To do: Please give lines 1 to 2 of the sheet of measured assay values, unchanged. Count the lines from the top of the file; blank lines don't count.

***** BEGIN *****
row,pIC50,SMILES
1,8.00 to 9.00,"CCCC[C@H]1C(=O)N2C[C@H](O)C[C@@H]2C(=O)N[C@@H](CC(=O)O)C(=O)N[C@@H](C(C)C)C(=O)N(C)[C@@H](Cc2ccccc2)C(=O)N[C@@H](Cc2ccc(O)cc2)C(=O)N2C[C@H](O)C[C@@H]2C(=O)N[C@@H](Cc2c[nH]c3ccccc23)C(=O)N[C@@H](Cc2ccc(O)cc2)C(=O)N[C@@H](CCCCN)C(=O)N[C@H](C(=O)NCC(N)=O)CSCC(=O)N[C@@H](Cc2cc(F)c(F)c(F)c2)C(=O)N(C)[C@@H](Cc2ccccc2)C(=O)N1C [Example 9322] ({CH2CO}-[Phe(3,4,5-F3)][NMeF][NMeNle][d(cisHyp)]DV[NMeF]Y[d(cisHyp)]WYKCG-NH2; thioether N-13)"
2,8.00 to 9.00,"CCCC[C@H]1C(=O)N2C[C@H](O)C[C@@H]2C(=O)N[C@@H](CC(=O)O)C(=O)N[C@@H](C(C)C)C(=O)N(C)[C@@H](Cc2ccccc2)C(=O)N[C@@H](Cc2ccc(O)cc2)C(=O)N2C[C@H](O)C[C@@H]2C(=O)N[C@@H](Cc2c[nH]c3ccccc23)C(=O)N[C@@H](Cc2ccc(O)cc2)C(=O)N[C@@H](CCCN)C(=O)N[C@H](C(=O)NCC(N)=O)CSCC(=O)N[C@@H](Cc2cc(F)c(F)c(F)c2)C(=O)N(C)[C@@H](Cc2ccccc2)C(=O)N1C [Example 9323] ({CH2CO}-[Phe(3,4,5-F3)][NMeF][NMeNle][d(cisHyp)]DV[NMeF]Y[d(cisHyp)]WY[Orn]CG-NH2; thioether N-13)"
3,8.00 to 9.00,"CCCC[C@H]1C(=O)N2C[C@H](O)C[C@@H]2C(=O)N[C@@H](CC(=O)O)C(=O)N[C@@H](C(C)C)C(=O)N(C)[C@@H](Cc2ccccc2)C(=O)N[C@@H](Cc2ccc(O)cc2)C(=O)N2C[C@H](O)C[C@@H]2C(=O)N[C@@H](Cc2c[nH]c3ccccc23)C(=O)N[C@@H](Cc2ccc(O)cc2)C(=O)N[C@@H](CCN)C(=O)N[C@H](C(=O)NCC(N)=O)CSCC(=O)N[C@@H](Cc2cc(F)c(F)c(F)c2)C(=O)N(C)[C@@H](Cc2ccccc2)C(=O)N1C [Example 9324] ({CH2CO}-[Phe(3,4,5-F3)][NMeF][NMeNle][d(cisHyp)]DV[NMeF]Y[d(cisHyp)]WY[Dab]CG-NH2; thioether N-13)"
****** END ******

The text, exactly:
row,pIC50,SMILES
1,8.00 to 9.00,"CCCC[C@H]1C(=O)N2C[C@H](O)C[C@@H]2C(=O)N[C@@H](CC(=O)O)C(=O)N[C@@H](C(C)C)C(=O)N(C)[C@@H](Cc2ccccc2)C(=O)N[C@@H](Cc2ccc(O)cc2)C(=O)N2C[C@H](O)C[C@@H]2C(=O)N[C@@H](Cc2c[nH]c3ccccc23)C(=O)N[C@@H](Cc2ccc(O)cc2)C(=O)N[C@@H](CCCCN)C(=O)N[C@H](C(=O)NCC(N)=O)CSCC(=O)N[C@@H](Cc2cc(F)c(F)c(F)c2)C(=O)N(C)[C@@H](Cc2ccccc2)C(=O)N1C [Example 9322] ({CH2CO}-[Phe(3,4,5-F3)][NMeF][NMeNle][d(cisHyp)]DV[NMeF]Y[d(cisHyp)]WYKCG-NH2; thioether N-13)"